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Strategic Futures and Intelligence: The Head and Heart of ‘Hybrid Defence’ Providing Tangible Meaning and Ways Forward
‘Hybrid defence’ frequently can mean almost anything, and even everything-to-nothing (nothing still being something), to different participants and observers.
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Even as coalition forces mass on the suburbs of Mosul and prepare their assault on the last major ISIS stronghold in Iraq, strategic planners are far from declaring victory.
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NATO must adopt hybrid models of national defense, coordinate efforts on economic and electronic warfare, and secure its space-based infrastructure.
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Examination of the expected characteristics of the US Army’s Ground Combat Vehicle (GCV) by the Congressional Budget Office in early November 2012 has sparked a debate not only about what that vehicle should be reasonably expected to look like and perform, but also about what the needs for armor are as in the Army as a whole. Fears about what problems with the GCV program could entail for the Army’s remaining Heavy Brigade Combat Teams (HBCT) miss an important question: Should we be trying to preserve them at all?
The HBCT is the product of decades of lessons learned about the interaction between armor and the forces they are expected to support. After years of the doctrine expecting the differing types of vehicles and forces to work in concert, the HBCT introduced Combined Arms Battalions, where tanks and infantry fighting vehicles and their support elements were organized together from the start. Organized together, it was felt that units would have a better understanding of such combined arms operations, being able to train regularly and be otherwise familiar with each other. Unfortunately, it has made the organization less flexible overall.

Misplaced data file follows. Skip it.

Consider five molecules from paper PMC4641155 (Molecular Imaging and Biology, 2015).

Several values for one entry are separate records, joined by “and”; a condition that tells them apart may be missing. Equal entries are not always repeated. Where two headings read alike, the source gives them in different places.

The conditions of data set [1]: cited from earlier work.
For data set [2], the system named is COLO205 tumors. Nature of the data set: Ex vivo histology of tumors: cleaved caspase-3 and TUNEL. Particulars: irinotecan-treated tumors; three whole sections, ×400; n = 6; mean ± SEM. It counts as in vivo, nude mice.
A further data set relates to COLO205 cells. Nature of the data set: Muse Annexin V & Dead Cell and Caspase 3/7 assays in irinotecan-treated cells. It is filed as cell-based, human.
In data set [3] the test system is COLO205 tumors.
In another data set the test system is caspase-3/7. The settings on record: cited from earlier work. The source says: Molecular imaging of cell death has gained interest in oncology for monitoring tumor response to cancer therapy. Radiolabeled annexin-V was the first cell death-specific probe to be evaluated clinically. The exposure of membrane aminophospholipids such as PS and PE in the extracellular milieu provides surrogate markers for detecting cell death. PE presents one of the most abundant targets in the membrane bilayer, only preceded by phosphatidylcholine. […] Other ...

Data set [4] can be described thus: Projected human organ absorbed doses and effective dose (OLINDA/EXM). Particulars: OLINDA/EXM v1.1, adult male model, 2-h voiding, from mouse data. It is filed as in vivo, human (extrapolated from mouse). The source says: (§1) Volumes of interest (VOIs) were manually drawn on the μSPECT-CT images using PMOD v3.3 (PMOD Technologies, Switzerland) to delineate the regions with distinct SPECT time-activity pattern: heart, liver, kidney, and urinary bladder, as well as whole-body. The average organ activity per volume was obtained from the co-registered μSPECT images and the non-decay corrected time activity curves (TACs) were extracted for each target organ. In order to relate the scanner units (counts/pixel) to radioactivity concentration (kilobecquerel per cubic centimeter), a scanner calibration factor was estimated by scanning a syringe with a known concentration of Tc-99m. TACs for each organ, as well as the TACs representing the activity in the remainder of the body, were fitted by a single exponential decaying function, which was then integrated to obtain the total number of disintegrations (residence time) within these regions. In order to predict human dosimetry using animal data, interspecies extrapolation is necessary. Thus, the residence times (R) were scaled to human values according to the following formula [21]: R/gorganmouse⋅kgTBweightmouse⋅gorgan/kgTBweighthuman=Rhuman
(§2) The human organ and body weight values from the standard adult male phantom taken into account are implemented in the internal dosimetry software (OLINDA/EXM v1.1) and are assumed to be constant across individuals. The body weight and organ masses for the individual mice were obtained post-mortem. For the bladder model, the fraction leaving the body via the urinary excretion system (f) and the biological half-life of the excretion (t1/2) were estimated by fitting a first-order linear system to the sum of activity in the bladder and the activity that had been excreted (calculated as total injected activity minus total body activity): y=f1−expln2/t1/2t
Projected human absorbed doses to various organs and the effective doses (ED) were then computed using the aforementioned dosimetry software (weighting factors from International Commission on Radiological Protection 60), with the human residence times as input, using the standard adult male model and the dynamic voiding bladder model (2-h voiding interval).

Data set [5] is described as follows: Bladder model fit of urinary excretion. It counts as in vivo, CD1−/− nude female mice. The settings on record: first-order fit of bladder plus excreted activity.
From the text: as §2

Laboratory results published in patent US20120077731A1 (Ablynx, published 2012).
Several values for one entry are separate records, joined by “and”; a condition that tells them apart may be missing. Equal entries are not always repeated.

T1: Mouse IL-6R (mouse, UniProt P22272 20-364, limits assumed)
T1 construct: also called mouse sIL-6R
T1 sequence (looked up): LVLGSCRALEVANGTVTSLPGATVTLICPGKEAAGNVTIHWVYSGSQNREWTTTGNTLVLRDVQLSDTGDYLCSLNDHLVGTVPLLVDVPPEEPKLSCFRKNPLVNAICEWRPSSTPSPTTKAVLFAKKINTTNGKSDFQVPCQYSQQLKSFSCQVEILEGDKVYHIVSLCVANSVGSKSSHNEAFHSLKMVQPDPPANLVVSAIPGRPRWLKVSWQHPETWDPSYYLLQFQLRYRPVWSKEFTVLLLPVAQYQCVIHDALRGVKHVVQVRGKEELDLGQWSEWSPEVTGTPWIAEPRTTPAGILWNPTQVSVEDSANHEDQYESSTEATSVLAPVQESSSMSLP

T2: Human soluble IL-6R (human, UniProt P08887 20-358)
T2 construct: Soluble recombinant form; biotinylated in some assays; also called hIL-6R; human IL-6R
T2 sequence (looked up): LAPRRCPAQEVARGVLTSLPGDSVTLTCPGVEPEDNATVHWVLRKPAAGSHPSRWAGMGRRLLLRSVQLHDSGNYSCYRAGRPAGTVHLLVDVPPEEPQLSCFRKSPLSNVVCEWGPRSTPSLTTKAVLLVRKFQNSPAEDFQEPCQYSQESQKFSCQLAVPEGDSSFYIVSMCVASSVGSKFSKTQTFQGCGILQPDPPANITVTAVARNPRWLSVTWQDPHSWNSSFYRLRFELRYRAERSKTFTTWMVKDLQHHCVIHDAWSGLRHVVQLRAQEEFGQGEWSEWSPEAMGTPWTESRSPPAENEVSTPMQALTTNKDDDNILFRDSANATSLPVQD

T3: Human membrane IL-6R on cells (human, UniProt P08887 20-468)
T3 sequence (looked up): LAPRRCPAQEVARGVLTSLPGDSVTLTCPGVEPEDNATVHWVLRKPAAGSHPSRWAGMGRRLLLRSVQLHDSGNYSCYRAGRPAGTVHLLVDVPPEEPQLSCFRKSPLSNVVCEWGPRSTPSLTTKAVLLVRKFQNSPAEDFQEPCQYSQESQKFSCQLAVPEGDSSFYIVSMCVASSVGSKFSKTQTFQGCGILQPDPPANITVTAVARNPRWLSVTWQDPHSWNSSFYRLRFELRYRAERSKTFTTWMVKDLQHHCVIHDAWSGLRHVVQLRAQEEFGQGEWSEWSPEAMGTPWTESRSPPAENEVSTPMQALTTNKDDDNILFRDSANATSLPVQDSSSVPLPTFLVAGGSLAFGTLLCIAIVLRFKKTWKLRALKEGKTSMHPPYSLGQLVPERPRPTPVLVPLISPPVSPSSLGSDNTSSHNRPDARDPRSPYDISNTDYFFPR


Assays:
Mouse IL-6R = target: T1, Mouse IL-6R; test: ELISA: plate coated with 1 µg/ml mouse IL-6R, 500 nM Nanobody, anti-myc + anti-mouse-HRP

In addition to being utilized in its traditional role, since the end of the Second World War, armor has been deployed to crises to provide important capabilities despite a lack of enemy armor or other threats armor might have been otherwise expected to engage. In 1958, when the US Army intervened in Lebanon, a small contingent of M48 tanks and M42 anti-aircraft vehicles were deployed with the force, never operating above platoon strength. During the conflict in Vietnam, M48 and M551 tanks assigned to three tank battalions and numerous armored cavalry units provided dispersed support to units across the country. They rarely operated as organized and in the face of institutional reticence toward their deployment. In fact, the organic companies of 1st Battalion, 77th Armor were so rarely under its operational control that the headquarters was used to control multi-company task forces, sometimes without any armor at all. In the twilight of the Cold War, a limited number of M551 tanks were again utilized during Operation Just Cause in Panama, where, like in Lebanon, they operated at platoon strength.